40K, WFB, or Blood Bowl?

40K, WFB, or Blood Bowl?
40K, WFB, or Blood Bowl?


Citadel Journal 12a/13 (January 1996, White Dwarf 192)

Part 1 of “Avast There! Ye Scurvy Dogs! Pirate Armies in Warhammer 40,000.” Though the stats for the Pirate Squats appear in CJ 14, the entry for the Pirate Captain provides the interesting editorial interjection below:

The Captains “are the biggest, meanest, most evil pirates that ever charted the seven segmentums (that's including the Eye of Terror and the Squat Homeworlds for those about to write in with 'there are only five segmentums in the galaxy'- Ed).” (p. 26)

An illustration of a Squat Pirate, perhaps a Captain, by John Blanche appears on p .25 as well.

Hungry Ghosts from the Squat Pirates 1990 series

In addition to Pirate Squats, this issue of The Citadel Journal is also honored to include rules for the Daemon-Titan Abominatus, Khorne's Despoiler of Worlds, so mighty It looms over 8 pages of rules.


Citadel Journal 14 (Mar 96)

Epic Squats were the topic of many submissions to Citadel Journal in response to the Editor's call for reader article submissions in issue 13/12a. These are compiled in an article titled “Steel and Stone” which featured new rules for two Gyrocopter variants named Steel Hawk and War Hawk and additional Specialist Land Train Battlecars named Fire Shield, Skyhammer, and Iron Eagle, as well as several vehicle upgrade options.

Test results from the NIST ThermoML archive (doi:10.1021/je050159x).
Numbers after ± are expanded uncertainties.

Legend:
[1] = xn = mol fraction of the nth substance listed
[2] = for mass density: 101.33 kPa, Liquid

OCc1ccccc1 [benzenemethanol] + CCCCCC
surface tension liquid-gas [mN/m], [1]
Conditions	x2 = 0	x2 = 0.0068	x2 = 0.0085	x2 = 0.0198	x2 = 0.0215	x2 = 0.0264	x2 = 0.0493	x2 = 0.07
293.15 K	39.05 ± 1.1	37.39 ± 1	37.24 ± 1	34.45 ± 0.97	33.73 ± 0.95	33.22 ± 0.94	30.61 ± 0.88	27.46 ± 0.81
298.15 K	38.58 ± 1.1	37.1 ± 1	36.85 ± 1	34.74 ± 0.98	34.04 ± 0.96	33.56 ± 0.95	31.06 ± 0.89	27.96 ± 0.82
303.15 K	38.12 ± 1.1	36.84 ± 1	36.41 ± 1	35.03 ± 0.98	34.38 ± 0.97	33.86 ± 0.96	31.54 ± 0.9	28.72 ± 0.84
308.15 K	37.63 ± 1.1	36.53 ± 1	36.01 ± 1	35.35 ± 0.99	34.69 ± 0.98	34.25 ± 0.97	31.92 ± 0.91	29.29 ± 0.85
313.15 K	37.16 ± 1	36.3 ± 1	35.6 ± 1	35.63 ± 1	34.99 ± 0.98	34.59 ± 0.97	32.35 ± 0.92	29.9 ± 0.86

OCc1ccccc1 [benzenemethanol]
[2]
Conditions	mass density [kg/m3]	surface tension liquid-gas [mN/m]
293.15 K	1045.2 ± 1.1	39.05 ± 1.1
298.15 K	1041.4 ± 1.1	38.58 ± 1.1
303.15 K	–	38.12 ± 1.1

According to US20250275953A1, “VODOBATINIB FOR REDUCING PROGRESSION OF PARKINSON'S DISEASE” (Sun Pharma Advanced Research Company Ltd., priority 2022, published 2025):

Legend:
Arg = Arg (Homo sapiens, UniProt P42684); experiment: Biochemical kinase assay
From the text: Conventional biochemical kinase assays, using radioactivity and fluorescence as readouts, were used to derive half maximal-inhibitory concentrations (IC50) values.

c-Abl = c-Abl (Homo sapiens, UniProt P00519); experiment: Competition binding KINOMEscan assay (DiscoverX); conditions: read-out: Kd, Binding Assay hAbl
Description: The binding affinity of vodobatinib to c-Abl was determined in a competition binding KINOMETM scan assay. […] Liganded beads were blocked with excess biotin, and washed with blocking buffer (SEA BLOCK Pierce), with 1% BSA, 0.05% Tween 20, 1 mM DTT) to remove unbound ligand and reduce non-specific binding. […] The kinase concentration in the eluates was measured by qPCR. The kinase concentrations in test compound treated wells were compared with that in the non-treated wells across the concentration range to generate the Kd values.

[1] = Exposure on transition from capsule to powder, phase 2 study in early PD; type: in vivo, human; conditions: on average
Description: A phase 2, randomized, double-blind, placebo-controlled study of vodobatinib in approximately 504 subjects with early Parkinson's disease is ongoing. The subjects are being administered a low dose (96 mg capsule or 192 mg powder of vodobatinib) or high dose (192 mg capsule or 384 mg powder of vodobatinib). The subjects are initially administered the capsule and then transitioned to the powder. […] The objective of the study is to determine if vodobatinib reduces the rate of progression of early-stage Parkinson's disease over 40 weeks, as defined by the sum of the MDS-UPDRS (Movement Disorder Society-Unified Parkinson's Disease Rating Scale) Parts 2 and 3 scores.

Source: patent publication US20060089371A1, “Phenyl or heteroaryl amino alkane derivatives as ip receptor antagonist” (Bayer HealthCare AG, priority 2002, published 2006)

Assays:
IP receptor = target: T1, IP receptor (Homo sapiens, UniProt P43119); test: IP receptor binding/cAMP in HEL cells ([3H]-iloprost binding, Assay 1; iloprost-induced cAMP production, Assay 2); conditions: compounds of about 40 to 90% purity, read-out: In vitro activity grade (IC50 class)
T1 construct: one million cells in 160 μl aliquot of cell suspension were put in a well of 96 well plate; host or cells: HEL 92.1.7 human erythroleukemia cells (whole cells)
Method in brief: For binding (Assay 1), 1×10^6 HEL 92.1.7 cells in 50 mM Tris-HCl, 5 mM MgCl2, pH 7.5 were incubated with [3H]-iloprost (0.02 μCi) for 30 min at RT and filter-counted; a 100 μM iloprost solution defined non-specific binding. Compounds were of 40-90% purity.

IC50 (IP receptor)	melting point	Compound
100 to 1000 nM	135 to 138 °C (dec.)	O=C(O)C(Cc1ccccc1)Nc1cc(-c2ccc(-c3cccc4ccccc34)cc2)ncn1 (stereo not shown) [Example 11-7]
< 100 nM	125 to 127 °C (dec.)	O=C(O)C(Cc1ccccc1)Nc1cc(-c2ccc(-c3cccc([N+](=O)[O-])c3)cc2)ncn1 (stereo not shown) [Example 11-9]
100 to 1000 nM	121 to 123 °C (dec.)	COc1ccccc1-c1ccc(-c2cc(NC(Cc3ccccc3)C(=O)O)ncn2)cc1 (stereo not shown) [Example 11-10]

This article also provided a detailed system for experience-based improvements and new skills for Squat vehicle crews (a flocking million pointy-eared Autarchs cry into their BS3-brand beer). Finally, a special Titan-killer squadron formation, and a special character, Grand Warlord Grimtrek.

The article features the usual recycled art, several 2nd edition style Squats symbols, the Gibbons World Eaters attack, and an illustration of a couple of 2nd edition style Squats by John Blanche (p. 27-31).

We Invoke the Power of the Gibbons Illustration thru Our Humble Replication!

Ahoy There! Ye Mutinous Dogs! Pirate Armies in Warhammer 40,000 Part 2” provides rules for Squat Pirates and Pirate Captains (p. 41-48).


Citadel Journal 15 (May 96)

Editorial apology for not crediting Lee Garner for writing the Grand Warlord Grimtrek material (p. 2).

In a 40K Tyranid-player strategy guide titled “It's Good to Stalk!” by David Camburn, the Tyranid general writes “Except for Squat Hearthguard and Terminators, I have never come up against any real assault squads.” (p. 43-48, quote from p. 45)

Hungry Ghosts from the Squats Hearthguard series

A notable Tyranid defeat is also described (p. 47):